An intimate, picaresque inquiry into French life as lived by the country's poor and its provident, as well as by the film's own director, Agnes Varda. The aesthetic, political and moral ... See full summary »
Jacquot Demy is a little boy at the end of the thirties. His father owns a garage and his mother is a hairdresser. The whole family lives happily and likes to sing and to go to the movies. ... See full summary »
Francois is a young carpenter married with Therese. They have two little children. All goes well, life is beautiful, the sun shines and the birds sing. One day, Francois meets Emilie, they ... See full summary »
There are two parts to this film: sequences of life in the fishing village of La Pointe Courte (a government inspector's visit, the death of a child) alternate with others following a ... See full summary »
"He wrote me...." A woman narrates the thoughts of a world traveler, meditations on time and memory expressed in words and images from places as far-flung as Japan, Guinea-Bissau, Iceland, ... See full summary »
The film takes place in 1973 during the Yom Kippur War in which Egypt and Syria launched attacks in Sinai and the Golan Heights. The story is told from the perspective of Israeli soldiers. ... See full summary »
Mary-Jane asks, "Do all women fall in love with a boy, or just those without sons?" She's divorced with two daughters, Lucy and Loulou. Lucy has a party where Mary-Jane notices Julien, 14, ... See full summary »
An intimate, picaresque inquiry into French life as lived by the country's poor and its provident, as well as by the film's own director, Agnes Varda. The aesthetic, political and moral point of departure for Varda are gleaners, those individuals who pick at already-reaped fields for the odd potato, the leftover turnip. Written by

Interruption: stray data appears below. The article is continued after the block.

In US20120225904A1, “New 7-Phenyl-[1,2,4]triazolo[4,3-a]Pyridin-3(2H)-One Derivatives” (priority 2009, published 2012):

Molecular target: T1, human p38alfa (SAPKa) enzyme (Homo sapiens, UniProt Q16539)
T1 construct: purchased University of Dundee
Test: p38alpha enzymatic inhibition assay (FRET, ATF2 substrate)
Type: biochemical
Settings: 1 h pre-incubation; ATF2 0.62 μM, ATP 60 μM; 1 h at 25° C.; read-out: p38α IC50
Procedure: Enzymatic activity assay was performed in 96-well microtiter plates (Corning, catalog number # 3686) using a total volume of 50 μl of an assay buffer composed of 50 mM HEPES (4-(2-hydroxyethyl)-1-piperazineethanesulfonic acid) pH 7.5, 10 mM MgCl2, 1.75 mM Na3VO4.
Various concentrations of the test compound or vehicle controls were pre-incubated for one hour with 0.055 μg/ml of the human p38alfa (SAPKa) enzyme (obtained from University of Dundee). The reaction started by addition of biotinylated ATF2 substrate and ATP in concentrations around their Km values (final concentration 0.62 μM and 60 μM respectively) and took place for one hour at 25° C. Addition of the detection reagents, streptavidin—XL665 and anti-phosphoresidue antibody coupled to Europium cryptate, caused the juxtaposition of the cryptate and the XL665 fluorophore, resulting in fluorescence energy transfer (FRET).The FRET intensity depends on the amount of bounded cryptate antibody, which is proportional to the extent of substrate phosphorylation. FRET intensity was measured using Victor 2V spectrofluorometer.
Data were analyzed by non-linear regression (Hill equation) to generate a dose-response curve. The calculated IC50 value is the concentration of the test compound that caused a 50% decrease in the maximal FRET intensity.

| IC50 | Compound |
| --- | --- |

The Gleaners and I is odd in that it hardly feels like a proper film at all: it's shot on visibly cheap MiniDV, its editing is consistently unpolished, and it delights in crossing the line from personal to indulgent in excess. It's obvious that these are all deliberate choices; the question is, would we care if it didn't have the name Agnès Varda on it?
Ultimately, the film's amateurish style is somewhat deceptive: Varda demonstrates her talent for finding significance in the mundane, and strikes a number of compelling parallels in her examination of scavenger culture. The film does tend to coast on Varda's legendary new wave status at times, particularly as we linger on interviews and segments only tenuously related to the film's subject, but it's interesting as an example of a living legend embracing her medium's democratization: for all the good and bad it implies, she blends in seamlessly with the millions of talented people who own camcorders. -TK 10/21/10
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